The speech made by Sarah Atherton, the Conservative MP for Wrexham, in the House of Commons on 16 May 2022.
It is an honour to have been granted this Adjournment debate on Wrexham’s bid for city of culture 2025.
We are thrilled to be in the final four, with the title within touching distance. Bradford, Southampton and County Durham have made good bids, and colleagues from across the House have put forward very convincing arguments for them. However, one key difference sets the Wrexham apart from the other three, and that is Wales. If Wrexham were to become city of culture 2025, it would be the first Welsh winner of the title since the inception of the competition. As a proud Unionist, as I know a few of us Conservative Members are, I believe that a Welsh winner would highlight the commitment of this Government to the Union. Talking of firsts, Wrexham has had a few. I am the first Conservative female MP to be elected in Wales, and 2019 was the first ever time that Wrexham turned blue. We are going for a hat-trick in hoping that Wrexham is named the first city of culture in Wales.
One huge element of this bid is that we have the Welsh language as our trump card. Since many responsibilities in Wales are devolved to the Welsh Labour Government in Cardiff, the city of culture bid presents a unique opportunity for the whole of the UK to celebrate the individualism of Wales, and its proud language and culture, while also celebrating its importance as part of our Union. Wrexham has a diverse population with over 70 languages spoken, the largest being our Polish community, who recently mobilised to send aid to Ukraine, working with local businesses to facilitate nearly £2 million-worth of donations. Working with each other for the betterment of Wrexham is what we do. Wrexham’s city of culture bid has involved over 200 stakeholders, with 50 grants being awarded to community organisations to participate, and we have held over 90 city of culture events already.
Wrexham is a town built on brewing, football and mining. To take football, which is very topical at the moment, Wrexham association football club is on a high. On Sunday, I will be cheering on the reds at the FA trophy final against Bromley at Wembley—and of course we will win. Someone would have had to have had their eye off the ball to have missed the fact that Wrexham AFC is now owned by Hollywood actors Ryan Reynolds and Rob McElhenney. Wrexham has certainly been put on the map. We are not new best friends just yet, but I am working on it, and Rob and Ryan know the importance of football to Wrexham, and want to nurture and champion it. As the Minister knows from a visit a while back, the home of Wrexham AFC is the historic Racecourse Ground, which is in some ways the headquarters of our town. The Racecourse Ground is the oldest international football ground in the world and has been used to host international matches. When Wales hosted the rugby world cup in 1999, the Wrexham Racecourse was filled with more than 16,000 fans from around the world. International games have not been seen on that scale since, mainly because the capacity no longer allows it.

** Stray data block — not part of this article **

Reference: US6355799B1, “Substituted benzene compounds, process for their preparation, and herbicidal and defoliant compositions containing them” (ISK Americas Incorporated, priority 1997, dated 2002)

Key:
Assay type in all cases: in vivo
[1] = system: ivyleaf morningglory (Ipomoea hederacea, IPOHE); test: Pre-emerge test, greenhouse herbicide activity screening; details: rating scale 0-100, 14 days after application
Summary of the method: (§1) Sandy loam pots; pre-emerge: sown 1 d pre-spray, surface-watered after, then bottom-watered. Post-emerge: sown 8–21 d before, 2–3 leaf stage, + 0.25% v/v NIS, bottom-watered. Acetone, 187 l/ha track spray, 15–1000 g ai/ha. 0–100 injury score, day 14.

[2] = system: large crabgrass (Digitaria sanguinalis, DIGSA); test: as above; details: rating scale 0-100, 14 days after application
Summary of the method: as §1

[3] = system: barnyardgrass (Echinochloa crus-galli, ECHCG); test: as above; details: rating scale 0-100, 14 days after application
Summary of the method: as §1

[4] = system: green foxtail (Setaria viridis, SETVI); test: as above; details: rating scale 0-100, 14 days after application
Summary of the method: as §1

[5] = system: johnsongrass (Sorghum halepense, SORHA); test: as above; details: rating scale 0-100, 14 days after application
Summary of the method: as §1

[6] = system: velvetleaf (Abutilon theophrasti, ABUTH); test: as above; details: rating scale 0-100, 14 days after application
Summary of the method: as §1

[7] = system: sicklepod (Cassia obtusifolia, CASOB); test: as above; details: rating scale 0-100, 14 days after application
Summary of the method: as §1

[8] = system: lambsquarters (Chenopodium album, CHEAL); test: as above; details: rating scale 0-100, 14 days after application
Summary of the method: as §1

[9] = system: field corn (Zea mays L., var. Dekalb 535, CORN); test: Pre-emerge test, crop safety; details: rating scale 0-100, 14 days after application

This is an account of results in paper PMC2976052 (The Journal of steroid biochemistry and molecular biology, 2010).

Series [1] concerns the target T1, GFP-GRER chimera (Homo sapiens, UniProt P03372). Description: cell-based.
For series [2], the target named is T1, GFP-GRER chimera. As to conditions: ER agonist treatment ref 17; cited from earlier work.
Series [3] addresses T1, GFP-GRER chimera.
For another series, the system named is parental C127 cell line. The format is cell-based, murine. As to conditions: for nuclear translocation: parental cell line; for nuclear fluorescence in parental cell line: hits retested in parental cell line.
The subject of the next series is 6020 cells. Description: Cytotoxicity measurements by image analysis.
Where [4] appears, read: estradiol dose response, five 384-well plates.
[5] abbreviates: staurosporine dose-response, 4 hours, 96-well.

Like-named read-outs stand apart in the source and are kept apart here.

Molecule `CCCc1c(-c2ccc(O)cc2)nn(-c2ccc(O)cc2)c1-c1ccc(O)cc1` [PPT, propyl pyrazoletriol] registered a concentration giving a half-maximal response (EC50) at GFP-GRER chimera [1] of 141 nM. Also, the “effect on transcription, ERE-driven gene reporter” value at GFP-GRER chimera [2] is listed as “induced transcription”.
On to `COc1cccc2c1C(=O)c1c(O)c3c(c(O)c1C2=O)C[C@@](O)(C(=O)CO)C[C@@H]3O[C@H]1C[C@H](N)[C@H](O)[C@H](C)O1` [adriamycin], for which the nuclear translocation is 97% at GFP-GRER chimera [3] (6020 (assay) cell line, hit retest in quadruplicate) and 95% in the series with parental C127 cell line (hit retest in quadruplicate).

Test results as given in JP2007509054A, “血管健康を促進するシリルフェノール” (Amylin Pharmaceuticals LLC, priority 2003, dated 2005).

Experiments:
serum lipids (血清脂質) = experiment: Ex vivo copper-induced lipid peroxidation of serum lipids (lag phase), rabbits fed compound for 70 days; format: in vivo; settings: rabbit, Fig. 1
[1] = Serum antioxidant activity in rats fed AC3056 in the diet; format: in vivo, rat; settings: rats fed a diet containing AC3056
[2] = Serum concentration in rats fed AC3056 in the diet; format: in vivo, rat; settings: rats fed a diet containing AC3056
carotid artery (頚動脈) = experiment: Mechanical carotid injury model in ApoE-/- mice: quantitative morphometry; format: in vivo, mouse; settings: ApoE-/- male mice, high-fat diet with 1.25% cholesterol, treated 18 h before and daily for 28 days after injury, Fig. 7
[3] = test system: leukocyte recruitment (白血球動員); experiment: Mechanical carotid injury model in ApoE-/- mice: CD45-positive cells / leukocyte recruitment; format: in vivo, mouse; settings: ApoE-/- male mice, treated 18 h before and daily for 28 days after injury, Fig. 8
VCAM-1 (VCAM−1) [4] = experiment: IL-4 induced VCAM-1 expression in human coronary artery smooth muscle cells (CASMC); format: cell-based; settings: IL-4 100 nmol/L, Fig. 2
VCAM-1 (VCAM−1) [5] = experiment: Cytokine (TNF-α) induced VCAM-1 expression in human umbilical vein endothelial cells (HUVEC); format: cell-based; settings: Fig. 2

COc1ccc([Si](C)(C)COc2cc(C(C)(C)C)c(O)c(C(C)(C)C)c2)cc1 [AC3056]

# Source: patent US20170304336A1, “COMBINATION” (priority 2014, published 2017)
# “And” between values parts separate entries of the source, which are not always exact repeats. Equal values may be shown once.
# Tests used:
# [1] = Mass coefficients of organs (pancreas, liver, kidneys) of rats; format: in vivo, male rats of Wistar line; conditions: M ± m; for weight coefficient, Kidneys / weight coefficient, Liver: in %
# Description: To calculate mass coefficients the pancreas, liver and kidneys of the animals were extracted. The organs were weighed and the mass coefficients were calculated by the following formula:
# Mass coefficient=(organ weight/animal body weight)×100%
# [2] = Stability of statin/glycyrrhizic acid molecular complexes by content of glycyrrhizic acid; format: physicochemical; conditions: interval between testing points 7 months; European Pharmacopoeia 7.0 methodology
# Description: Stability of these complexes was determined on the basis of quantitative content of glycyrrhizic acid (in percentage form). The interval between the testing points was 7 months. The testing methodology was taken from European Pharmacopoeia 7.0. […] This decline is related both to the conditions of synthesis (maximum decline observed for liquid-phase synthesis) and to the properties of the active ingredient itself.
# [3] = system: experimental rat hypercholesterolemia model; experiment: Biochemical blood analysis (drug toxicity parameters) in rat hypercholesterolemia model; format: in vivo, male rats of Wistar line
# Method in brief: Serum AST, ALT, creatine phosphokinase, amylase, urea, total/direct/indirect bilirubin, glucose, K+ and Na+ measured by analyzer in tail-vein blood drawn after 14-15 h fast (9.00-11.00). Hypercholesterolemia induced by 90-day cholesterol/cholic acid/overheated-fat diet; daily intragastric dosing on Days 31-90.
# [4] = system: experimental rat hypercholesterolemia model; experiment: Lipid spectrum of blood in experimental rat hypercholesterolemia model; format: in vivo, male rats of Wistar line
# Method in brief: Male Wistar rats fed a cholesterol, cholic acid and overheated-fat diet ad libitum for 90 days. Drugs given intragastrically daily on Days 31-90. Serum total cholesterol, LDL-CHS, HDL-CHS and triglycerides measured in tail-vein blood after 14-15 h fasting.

Like everyone in Wrexham and the whole of north Wales, I am passionate about returning international sporting events to north Wales. The redevelopment of the historic Kop stand, which I am campaigning for as part of Wrexham’s levelling-up fund bid, will allow for an extra 5,500 spectators, which will then permit the hosting of international sporting events. If you would like to sign our petition, Madam Deputy Speaker, please click on to change.org and “Redevelop the Racecourse to create a Stadium for the North”, where all signatures are welcomed. Our aim is to make Wrexham the home of Welsh football. Hollywood investment, the arrival of the national football museum for Wales, commitment by the Football Association of Wales and the redevelopment of the Kop stand—fingers crossed—could all make that a reality.
Another founding pillar of Wrexham is brewing. Wrexham Lager was founded in 1881, is the staple of the town and is steeped in fascinating history. As a former brewer myself, Wrexham Lager is close to not only my heart, but my tastebuds. The brewery exemplifies Wrexham’s business and trading prowess. The lager was one of the first international exports from Wrexham, imported to the Americas in the 1800s. It was served as the only beer on the Titanic—it went down well—and it is a firm favourite of the British Navy.